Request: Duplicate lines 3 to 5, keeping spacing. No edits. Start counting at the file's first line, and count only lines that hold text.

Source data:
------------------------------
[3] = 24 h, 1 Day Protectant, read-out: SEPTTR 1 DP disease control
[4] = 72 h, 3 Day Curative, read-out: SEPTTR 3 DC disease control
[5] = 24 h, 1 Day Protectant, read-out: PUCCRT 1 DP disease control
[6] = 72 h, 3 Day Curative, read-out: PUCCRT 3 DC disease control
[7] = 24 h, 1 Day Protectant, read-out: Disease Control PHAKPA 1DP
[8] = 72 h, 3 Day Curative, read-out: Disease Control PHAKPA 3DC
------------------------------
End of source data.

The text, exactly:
[5] = 24 h, 1 Day Protectant, read-out: PUCCRT 1 DP disease control
[6] = 72 h, 3 Day Curative, read-out: PUCCRT 3 DC disease control
[7] = 24 h, 1 Day Protectant, read-out: Disease Control PHAKPA 1DP